Women’s History Month

Mar 4, 2022

March is nationally recognized as Women’s History Month and next Tuesday is International Women’s Day. We’ll be celebrating by highlighting a weekly series of women’s poetry and a short, little-known fact about a pioneering woman from our history. This series will appear each Friday in March. Comment and let us know which are your favorites poems, or share a new poem with us! Today’s fun fact highlights Eleanor Roosevelt (1884-1962) and the poems were written by the infamous Emily Dickinson (1830-1886) .


Eleanor RooseveltDid you know?

Eleanor Roosevelt held women-only press conferences for women reporters who were excluded from the media at the time. She

started this tradition, the first of its kind, by keeping the topics to non-political issues, but gradually eased those hot topics into the press conferences too. In addition to this pioneering effort, she was an accomplished humanitarian for many causes including civil rights for African Americans and Asian Americans, finding resources for the underserved population and human rights for WWII refugees.

‘Hope’ is the Thing with FeathersEmily Dickinson poetry

‘Hope’ is the thing with feathers –
That perches in the soul –
And sings the tune without the words –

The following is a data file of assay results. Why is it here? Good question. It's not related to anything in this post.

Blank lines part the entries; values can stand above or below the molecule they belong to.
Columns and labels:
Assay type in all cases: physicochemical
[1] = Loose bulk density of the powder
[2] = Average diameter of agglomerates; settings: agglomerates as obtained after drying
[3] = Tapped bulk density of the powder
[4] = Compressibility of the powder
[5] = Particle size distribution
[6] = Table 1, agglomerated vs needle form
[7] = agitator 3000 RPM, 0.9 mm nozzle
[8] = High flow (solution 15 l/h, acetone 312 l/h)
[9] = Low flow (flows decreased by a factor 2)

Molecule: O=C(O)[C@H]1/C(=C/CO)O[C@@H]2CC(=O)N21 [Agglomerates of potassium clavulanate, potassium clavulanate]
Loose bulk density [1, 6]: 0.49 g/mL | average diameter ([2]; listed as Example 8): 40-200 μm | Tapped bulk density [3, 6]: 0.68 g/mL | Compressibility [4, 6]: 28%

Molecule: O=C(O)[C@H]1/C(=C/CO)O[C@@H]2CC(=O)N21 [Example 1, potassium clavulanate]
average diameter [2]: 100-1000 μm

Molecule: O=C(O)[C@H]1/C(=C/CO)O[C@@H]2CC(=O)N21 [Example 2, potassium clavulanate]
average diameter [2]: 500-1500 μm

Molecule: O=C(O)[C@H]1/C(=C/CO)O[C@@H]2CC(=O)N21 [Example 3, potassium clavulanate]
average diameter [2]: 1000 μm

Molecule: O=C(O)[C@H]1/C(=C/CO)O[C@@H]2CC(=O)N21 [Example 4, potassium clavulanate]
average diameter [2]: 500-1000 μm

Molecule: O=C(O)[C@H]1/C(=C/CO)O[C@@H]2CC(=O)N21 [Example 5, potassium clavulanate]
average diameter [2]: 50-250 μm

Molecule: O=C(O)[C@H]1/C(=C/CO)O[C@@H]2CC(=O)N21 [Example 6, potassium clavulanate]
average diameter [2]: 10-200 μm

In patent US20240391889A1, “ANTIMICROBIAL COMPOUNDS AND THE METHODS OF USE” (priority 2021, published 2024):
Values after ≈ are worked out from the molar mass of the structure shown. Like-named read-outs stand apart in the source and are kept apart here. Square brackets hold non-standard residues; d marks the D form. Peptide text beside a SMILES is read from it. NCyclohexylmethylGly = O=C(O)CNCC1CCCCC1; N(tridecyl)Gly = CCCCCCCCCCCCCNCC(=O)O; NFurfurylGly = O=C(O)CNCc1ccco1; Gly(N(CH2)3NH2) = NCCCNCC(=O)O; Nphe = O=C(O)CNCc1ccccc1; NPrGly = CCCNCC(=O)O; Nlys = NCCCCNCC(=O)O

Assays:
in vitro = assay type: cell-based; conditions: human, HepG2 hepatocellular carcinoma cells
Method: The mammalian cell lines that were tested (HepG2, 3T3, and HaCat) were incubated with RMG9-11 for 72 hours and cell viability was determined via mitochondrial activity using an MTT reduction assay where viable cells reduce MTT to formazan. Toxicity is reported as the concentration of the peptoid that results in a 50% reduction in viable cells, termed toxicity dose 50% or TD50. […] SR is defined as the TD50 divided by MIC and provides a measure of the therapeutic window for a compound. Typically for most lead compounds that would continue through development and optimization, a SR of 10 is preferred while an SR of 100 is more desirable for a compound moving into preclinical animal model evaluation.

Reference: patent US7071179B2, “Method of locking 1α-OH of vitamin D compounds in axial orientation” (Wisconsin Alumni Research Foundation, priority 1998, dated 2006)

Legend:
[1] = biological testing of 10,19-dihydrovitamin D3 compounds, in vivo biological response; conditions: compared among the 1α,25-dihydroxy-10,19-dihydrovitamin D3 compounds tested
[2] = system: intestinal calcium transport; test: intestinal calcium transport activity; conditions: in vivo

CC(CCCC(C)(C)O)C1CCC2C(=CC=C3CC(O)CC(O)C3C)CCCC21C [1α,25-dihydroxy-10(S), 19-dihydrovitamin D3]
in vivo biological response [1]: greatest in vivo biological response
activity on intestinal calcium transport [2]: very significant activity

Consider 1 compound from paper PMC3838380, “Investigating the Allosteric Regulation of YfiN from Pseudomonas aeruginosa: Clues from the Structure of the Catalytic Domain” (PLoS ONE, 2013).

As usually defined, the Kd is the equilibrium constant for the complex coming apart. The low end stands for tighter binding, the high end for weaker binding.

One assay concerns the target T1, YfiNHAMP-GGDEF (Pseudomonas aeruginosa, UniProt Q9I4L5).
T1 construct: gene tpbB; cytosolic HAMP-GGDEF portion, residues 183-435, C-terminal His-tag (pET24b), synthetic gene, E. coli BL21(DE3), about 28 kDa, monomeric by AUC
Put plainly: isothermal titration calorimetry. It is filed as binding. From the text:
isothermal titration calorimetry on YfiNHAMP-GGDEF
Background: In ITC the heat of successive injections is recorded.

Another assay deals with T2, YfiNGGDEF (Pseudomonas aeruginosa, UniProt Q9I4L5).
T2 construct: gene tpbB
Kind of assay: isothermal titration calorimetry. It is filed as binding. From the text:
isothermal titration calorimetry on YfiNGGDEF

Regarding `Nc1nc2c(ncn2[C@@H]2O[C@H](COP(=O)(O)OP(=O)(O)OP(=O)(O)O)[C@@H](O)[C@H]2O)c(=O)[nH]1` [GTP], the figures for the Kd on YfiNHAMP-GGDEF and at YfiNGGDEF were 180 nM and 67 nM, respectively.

And never stops – at all –

And sweetest – in the Gale – is heard –
And sore must be the storm –
That could abash the little Bird
That kept so many warm –

I’ve heard it in the chillest land –
And on the strangest Sea –
Yet, never, in Extremity,
It asked a crumb – of Me.

“Nature” is what we see—

The Hill—the Afternoon—
Squirrel—Eclipse—the Bumble bee—
Nay—Nature is Heaven—
Nature is what we hear—
The Bobolink—the Sea—
Thunder—the Cricket—
Nay—Nature is Harmony—
Nature is what we know—
Yet have no art to say—
So impotent Our Wisdom is
To her Simplicity.

This is my letter to the World 

This is my letter to the World
That never wrote to Me–
The simple News that Nature told–
With tender Majesty

Her Message is committed
To Hands I cannot see–
For love of Her– Sweet– countrymen–
Judge tenderly– of Me